WATCH: Titusville Native and UCF Senior Christopher Clifford Awarded Prestigious Astronaut Scholarship
By Jonathan Gabriel, UCF Today // September 16, 2019
Award Created in 1984 by Mercury 7 astronauts
SPACE COAST DAILY TV: Titusville native and University of Central Florida senior Christopher Clifford is one of only 52 college students in the nation awarded the prestigious Astronaut Scholarship in 2019.
ORLANDO, FLORIDA – Titusville native and University of Central Florida senior Christopher Clifford is one of only 52 college students in the nation awarded the prestigious Astronaut Scholarship in 2019.
Created in 1984 by Mercury 7 astronauts, the scholarships recognize talented STEM students in their junior or senior year of college who intend to pursue research or advance their field after graduation. Since 1986, 37 UCF students have received the prestigious award.
This year, 52 scholarships were awarded to students from 38 universities across the United States. The 2019 recipients will be recognized Aug. 24 at the Innovators Gala in Washington, D.C.
Clifford, a junior studying electrical engineering, was diagnosed with Type 1 diabetes at 13 and has since made it part of his mission to help others like him.
He has been vice president of the T1@UCF club on campus and has conducted research on the disease at Mayo Clinic Rochester with Dr. Quinn Peterson and the AdventHealth Translational Research Institute for Diabetes and Metabolism under Dr. Anna Casu.
During his first two years of college, he was a member of UCF’s Interventional Robotics Laboratory, working with Sam Song, an associate professor, on tactile displays to enhance group coordination.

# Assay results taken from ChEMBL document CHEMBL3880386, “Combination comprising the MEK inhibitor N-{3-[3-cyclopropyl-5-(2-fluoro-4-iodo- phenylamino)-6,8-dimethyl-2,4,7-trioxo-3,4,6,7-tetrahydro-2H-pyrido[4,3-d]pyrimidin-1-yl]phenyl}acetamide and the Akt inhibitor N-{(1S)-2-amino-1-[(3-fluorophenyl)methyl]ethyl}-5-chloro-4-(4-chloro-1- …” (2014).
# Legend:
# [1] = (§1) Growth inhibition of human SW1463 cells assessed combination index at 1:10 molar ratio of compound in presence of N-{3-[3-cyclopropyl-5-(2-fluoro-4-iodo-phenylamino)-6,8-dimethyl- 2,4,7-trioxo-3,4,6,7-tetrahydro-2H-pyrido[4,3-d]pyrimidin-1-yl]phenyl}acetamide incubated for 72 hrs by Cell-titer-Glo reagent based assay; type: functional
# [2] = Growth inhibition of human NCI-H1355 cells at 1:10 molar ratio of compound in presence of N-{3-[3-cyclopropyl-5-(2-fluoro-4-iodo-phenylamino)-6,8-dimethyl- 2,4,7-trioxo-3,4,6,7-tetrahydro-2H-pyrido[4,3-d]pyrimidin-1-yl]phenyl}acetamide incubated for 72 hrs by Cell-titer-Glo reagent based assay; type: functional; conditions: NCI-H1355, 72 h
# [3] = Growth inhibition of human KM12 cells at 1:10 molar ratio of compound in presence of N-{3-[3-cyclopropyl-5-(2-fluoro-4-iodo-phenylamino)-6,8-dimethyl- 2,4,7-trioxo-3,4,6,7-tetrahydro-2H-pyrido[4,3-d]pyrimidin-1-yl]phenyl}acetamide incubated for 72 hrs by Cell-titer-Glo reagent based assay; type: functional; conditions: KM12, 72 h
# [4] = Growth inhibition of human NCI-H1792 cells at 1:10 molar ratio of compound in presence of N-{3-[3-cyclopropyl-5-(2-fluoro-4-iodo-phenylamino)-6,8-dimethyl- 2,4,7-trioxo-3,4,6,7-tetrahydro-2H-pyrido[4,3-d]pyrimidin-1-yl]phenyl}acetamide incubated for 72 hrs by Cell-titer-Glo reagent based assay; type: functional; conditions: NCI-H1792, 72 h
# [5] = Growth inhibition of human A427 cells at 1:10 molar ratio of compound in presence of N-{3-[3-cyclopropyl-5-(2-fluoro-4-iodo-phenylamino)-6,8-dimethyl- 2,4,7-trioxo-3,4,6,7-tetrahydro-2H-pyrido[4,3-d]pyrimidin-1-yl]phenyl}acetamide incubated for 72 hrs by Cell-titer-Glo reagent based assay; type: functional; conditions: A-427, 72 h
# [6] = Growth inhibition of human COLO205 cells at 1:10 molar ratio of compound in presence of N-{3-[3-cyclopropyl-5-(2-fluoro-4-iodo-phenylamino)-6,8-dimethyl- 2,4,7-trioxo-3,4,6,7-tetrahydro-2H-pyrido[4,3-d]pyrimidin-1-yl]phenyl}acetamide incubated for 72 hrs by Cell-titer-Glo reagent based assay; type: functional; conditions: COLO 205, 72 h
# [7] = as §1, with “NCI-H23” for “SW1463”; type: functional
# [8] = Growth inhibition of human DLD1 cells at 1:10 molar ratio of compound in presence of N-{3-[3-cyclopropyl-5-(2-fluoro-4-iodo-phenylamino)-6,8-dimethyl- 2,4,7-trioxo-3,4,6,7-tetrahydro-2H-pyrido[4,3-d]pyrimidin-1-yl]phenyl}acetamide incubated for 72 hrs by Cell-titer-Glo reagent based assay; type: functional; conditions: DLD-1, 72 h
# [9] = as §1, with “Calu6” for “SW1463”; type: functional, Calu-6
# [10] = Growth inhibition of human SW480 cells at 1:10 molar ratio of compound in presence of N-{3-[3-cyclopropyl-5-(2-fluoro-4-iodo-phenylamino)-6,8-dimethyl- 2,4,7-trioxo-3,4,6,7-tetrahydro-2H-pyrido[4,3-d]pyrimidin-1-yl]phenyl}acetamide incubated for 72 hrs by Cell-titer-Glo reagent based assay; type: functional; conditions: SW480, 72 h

Since 1986, 37 UCF students have received the prestigious Astronaut Scholarship award.
Clifford was previously named a Burnett Research Scholar, Integrated Learning Scholar, and Burr & Forman scholarship recipient. He said being named an Astronaut Scholar was a surprise.
“I am still taken aback,” he says. “All of these generous programs have enabled me to pursue research early in my undergraduate studies, which will benefit me when applying to graduate school. Most importantly, I have connected with mentors, even outside my discipline, through the honors college that have provided me guidance and support when I needed it most.”
His goals include pursuing a doctorate in biomedical engineering while continuing to search for a cure to diabetes. He says the Astronaut Scholarship has given him the confidence and resources to pursue those goals.
“I hope my experiences in undergrad will help me discern the best way I can apply myself for the benefit of diabetics and their families,” he says.
“There are brilliant engineers developing short-term solutions to diabetes such as insulin pumps, as well as developmental biologists persuading stem cells to differentiate into the cells destroyed by Type 1 diabetes. My job right now is to find where I fit in all of this.”
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